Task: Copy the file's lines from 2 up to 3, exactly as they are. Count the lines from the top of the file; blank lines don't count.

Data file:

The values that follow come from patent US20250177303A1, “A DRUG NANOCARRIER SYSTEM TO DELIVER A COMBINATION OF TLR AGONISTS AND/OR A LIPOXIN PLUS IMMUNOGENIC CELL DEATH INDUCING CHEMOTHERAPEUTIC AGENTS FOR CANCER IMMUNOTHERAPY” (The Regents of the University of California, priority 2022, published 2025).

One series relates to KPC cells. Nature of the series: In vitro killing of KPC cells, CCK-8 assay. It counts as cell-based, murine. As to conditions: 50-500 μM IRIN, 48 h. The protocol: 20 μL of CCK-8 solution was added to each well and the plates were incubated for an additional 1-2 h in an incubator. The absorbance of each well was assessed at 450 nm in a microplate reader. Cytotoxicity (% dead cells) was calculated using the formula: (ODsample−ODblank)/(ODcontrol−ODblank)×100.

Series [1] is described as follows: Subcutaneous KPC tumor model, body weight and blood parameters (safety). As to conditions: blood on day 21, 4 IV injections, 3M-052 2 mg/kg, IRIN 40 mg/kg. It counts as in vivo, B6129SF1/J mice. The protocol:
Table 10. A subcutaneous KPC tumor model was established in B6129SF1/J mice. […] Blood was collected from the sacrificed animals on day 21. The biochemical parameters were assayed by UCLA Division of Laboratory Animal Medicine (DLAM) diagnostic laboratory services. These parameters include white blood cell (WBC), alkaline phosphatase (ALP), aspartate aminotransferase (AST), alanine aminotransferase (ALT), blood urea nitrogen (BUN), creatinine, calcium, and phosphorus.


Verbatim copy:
One series relates to KPC cells. Nature of the series: In vitro killing of KPC cells, CCK-8 assay. It counts as cell-based, murine. As to conditions: 50-500 μM IRIN, 48 h. The protocol: 20 μL of CCK-8 solution was added to each well and the plates were incubated for an additional 1-2 h in an incubator. The absorbance of each well was assessed at 450 nm in a microplate reader. Cytotoxicity (% dead cells) was calculated using the formula: (ODsample−ODblank)/(ODcontrol−ODblank)×100.

Series [1] is described as follows: Subcutaneous KPC tumor model, body weight and blood parameters (safety). As to conditions: blood on day 21, 4 IV injections, 3M-052 2 mg/kg, IRIN 40 mg/kg. It counts as in vivo, B6129SF1/J mice. The protocol: